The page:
This bust stands alongside Greenland Dock, Rotherhithe, and it could hardly be more appropriately placed. Although James Walker was born in Falkirk in 1781 and studied in Glasgow, his working life as a civil engineer was spent in London's docklands. Initially employed by his uncle who constructed the East India and West India docks, Walker was engineer of the Surrey Commercial Docks from 1810 until his death in 1862. (He also worked on a number of projects including canals, the old Vauxhall Bridge and, as chief engineer of Trinity House, lighthouses.)
While some of the docks have been drained dry and filled, Greenland Dock is among the survivors. Originally Howland Great Wet Dock, used primarily for refitting ships, its role evolved in the eighteenth century. The increasing number of Greenland whalers using the dock brought it a new name and a new landscape: blubber boiling houses were built alongside to convert whale fat into a desirable oil.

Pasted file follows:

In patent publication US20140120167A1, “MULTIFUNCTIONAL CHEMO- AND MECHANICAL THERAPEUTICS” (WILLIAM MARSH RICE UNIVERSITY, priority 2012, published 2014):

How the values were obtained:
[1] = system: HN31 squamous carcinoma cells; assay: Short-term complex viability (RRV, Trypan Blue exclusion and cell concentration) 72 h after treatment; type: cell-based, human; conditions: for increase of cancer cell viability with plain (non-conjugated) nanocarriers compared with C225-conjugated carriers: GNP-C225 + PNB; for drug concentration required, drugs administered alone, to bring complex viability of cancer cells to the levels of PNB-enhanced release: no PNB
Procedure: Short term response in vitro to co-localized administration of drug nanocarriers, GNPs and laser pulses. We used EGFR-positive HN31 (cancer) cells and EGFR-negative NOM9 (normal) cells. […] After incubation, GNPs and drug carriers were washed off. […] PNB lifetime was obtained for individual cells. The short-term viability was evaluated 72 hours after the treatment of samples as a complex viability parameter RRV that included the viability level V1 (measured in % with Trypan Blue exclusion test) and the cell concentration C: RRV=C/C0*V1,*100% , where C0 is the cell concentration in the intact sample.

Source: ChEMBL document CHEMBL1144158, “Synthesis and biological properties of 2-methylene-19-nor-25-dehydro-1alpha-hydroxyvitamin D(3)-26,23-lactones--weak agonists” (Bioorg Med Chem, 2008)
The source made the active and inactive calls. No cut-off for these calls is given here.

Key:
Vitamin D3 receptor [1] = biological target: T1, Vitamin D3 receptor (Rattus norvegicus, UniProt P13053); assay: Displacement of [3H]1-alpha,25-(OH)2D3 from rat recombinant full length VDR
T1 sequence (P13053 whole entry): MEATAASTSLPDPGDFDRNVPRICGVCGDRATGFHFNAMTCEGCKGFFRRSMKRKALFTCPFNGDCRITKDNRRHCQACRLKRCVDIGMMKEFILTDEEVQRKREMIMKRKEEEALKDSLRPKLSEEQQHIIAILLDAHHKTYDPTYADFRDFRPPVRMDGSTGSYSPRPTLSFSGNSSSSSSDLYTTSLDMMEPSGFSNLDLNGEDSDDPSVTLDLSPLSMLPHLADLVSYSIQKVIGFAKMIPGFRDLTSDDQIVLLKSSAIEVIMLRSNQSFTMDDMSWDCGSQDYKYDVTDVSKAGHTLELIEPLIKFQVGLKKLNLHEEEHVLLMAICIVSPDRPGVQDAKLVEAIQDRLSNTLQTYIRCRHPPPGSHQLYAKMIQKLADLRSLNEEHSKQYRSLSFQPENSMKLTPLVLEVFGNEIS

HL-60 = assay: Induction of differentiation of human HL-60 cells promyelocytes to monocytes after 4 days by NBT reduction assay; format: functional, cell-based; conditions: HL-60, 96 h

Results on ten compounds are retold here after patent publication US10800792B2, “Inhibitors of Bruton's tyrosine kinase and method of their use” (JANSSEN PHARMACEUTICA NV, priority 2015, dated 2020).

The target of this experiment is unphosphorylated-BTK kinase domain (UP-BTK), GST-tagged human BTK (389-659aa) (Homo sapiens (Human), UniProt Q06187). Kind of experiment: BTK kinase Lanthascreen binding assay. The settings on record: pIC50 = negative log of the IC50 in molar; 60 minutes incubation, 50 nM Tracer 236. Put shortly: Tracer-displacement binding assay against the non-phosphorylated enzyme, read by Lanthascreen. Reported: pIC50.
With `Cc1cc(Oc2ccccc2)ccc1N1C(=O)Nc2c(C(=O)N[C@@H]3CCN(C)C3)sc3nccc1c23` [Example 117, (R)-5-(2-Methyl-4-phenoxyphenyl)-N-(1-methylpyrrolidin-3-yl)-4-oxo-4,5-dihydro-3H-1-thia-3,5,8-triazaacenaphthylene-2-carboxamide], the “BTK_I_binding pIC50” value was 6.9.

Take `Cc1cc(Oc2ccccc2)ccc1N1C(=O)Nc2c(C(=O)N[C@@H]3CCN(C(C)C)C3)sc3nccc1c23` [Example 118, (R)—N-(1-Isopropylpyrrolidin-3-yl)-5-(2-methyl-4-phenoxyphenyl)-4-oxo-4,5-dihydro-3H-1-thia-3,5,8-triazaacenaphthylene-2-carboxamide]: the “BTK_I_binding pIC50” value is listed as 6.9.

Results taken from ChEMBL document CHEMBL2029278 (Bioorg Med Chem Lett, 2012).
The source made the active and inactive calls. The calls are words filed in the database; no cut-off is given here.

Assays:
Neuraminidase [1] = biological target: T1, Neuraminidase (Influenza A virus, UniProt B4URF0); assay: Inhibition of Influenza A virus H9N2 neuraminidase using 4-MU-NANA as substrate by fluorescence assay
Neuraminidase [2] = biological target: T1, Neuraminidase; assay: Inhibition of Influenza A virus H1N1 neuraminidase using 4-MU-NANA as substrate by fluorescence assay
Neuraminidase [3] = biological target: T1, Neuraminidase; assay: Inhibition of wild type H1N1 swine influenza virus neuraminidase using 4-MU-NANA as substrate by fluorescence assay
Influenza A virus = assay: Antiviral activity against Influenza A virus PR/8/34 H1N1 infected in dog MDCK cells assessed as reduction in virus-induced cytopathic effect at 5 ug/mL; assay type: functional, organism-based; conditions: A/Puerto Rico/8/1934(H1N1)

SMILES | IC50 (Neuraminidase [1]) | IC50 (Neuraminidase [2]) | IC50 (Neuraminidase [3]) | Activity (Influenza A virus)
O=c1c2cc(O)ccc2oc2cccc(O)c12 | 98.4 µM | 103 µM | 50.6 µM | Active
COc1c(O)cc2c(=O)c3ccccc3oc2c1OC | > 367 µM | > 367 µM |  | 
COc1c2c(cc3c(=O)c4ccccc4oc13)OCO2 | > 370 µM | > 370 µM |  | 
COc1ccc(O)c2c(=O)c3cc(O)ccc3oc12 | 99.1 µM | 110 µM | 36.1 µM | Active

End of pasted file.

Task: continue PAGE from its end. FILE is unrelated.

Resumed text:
There was further change in the nineteenth century, as Surrey Commercial Docks became the centre of Britain's wood imports. Like its neighbours, the Greenland Dock received cargoes of softwood (deal) from the Baltic; the buildings surrounding it were now - surely more fragrant - deal warehouses. This was the period when Walker was the docks' engineer, rebuilding Greenland Dock and the lock at its entrance in 1851-2, but he probably wouldn't recognise it today. It underwent a major expansion project after his death, extending to double its previous length and depth at the turn of the century so that it could take large cargo ships and ocean liners. Today the dock is used for leisure purposes, although reminders of its past are scattered around. Among these is our bust, mounted on a post a little back from the water's edge.
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